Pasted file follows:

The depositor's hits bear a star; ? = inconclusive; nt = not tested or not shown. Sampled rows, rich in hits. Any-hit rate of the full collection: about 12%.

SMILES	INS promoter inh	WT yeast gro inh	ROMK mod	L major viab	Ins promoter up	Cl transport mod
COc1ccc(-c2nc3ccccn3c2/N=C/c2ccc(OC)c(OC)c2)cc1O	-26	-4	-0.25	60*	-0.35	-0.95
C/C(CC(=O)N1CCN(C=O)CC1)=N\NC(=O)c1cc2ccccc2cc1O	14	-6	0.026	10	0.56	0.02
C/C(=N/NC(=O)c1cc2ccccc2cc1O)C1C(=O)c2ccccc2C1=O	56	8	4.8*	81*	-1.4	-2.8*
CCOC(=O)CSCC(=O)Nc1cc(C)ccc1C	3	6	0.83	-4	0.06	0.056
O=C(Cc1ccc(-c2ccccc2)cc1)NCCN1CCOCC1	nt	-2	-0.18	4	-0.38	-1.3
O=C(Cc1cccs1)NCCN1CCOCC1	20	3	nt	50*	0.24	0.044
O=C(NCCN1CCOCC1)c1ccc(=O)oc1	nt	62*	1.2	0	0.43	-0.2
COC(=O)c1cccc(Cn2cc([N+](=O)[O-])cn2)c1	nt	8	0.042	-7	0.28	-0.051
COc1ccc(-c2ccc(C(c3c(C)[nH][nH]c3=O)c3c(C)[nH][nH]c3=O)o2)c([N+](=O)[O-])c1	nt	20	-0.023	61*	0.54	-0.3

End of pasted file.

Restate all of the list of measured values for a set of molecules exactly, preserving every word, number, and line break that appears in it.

The depositor's hits bear a star; ? = inconclusive; nt = not tested or not shown. Sampled rows, rich in hits. Any-hit rate of the full collection: about 12%.

SMILES	INS promoter inh	WT yeast gro inh	ROMK mod	L major viab	Ins promoter up	Cl transport mod
COc1ccc(-c2nc3ccccn3c2/N=C/c2ccc(OC)c(OC)c2)cc1O	-26	-4	-0.25	60*	-0.35	-0.95
C/C(CC(=O)N1CCN(C=O)CC1)=N\NC(=O)c1cc2ccccc2cc1O	14	-6	0.026	10	0.56	0.02
C/C(=N/NC(=O)c1cc2ccccc2cc1O)C1C(=O)c2ccccc2C1=O	56	8	4.8*	81*	-1.4	-2.8*
CCOC(=O)CSCC(=O)Nc1cc(C)ccc1C	3	6	0.83	-4	0.06	0.056
O=C(Cc1ccc(-c2ccccc2)cc1)NCCN1CCOCC1	nt	-2	-0.18	4	-0.38	-1.3
O=C(Cc1cccs1)NCCN1CCOCC1	20	3	nt	50*	0.24	0.044
O=C(NCCN1CCOCC1)c1ccc(=O)oc1	nt	62*	1.2	0	0.43	-0.2
COC(=O)c1cccc(Cn2cc([N+](=O)[O-])cn2)c1	nt	8	0.042	-7	0.28	-0.051
COc1ccc(-c2ccc(C(c3c(C)[nH][nH]c3=O)c3c(C)[nH][nH]c3=O)o2)c([N+](=O)[O-])c1	nt	20	-0.023	61*	0.54	-0.3